The growing number of technology solutions (Byers, 2017) coupled with growing data volumes (Bhadani & Jothimani, 2016) are creating opportunities in how health data is used. Advances in technology are likely to transform the clinical trial data collection process. While applied machine learning and robotic process optimisation may improve overall trial feasibility processes by introducing efficiency in how site data is assessed and analysed (Anisingaraju, 2017). New technologies such as artificial intelligence and blockchain can make data sharing more efficient (Anisingaraju, 2017) and secure (Nugent, et al., 2016), but are still at the explorative stages.
The clinical landscape is shifting, and the crossover from healthcare to clinical research will drive change. Institutions are currently reluctant to share EHR data, but the influence of the patient may change this practice. The voice of the patient as an educated and informed stakeholder is an important step in driving the use of health data clinical research (Cowie, et al., 2017). Various initiatives where patients were asked to opt-in to share their data for research purposes have been successful in both Salford, UK and in Sweden (New, et al., 2018), which may refute concerns related to data privacy and consent, especially where patients are invited as equal parties to the research or have a vested interest in exploring new therapies.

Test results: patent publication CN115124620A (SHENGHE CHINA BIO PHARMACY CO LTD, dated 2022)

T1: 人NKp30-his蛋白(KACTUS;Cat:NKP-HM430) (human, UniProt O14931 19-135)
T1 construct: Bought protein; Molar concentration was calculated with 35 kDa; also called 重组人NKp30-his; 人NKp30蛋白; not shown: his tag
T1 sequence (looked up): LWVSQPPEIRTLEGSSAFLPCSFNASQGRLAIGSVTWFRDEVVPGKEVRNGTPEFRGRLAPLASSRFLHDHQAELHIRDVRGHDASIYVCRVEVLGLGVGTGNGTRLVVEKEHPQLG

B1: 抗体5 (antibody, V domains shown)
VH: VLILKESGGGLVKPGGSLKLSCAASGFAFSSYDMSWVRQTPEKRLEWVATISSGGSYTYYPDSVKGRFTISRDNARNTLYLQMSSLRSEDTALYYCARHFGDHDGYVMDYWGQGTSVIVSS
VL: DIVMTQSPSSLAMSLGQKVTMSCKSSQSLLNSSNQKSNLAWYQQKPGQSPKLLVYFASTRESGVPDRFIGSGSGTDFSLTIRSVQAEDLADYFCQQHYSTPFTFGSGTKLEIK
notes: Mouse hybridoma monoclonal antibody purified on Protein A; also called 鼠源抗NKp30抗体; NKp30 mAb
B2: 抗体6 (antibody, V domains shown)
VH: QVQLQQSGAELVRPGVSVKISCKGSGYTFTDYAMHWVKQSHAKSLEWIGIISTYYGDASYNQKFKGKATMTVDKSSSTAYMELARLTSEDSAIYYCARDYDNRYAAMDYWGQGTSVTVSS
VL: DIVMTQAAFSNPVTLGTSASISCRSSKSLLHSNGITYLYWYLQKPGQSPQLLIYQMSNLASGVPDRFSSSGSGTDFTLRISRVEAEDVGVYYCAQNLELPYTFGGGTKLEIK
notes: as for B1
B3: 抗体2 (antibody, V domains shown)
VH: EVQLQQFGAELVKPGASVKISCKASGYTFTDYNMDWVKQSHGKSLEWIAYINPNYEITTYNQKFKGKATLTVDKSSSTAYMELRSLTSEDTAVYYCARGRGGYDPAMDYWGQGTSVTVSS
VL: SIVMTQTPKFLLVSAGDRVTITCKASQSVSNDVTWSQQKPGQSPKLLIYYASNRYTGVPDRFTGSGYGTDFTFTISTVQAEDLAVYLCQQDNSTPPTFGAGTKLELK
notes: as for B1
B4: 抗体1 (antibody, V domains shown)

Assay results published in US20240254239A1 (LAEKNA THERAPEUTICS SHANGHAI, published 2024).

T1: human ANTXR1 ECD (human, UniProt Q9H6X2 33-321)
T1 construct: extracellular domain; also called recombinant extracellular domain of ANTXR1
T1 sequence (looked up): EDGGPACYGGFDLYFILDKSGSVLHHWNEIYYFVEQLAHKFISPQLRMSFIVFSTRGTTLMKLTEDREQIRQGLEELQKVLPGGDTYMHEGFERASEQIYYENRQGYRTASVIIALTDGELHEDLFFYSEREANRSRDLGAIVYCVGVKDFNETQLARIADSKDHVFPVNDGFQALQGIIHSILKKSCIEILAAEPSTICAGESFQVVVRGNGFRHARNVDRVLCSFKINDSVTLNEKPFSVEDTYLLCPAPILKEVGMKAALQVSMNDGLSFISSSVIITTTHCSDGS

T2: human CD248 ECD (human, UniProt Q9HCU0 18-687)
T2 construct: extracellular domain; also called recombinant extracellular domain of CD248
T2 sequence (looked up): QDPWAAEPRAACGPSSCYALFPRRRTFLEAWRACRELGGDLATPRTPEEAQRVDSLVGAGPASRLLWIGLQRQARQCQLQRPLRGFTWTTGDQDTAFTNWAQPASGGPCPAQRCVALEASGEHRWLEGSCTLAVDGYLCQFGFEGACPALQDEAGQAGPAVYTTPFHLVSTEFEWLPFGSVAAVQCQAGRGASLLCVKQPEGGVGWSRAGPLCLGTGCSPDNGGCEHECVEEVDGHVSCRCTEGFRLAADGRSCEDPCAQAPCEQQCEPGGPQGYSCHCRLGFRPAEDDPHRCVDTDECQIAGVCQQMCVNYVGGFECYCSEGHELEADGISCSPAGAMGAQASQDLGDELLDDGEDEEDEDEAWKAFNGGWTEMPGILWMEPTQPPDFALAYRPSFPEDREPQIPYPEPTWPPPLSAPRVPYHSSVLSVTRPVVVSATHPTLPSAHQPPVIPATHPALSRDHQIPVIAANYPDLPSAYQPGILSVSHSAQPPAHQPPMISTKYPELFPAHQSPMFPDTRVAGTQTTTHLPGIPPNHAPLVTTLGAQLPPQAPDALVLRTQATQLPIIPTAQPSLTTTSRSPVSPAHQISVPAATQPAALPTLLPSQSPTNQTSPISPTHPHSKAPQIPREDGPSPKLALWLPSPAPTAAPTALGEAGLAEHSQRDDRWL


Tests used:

The conservative nature of the clinical research industry will mean this change will be by stealth. The process continues to be stifled by regulation, and there is a reluctance to change clinical trial data collection methods for fear of falling foul of the regulator.
There remains a need to collect data in a prescribed and controlled way for clinical research, and in the intermediate term, it is unlikely that wearables, sensors and EHR data will replace existing EDC systems, but it is likely that EHR and other real world data sources will further complement and begin to supplement certain variables used in clinical research. In the longer term, the convergence of EHR and EDC systems is likely. Whether this means that EDC consume EHR technologies (or vice versa) is yet unclear. The clinical research industry will not change itself, and despite efforts to transform the industry from within, it is likely to be replaced by new players in the market such as Google Health (Google, 2018).
In 1969, Greenes et al stated that “increasing activity in the use of computers for acquisition, storage, and retrieval of medical information has been stimulated by the growing complexity of medical care, and the need for standardisation, quality control, and retrievability of clinical data” (Greenes, et al., 1969).
50 years later, this statement is still applicable, and it points to the slow pace at which change happens in how health data is organised. It is likely that the pace of digitisation will continue to speed up, but the clinical research industry will continue to evolve cautiously.The clinical research industry is ripe for disruption.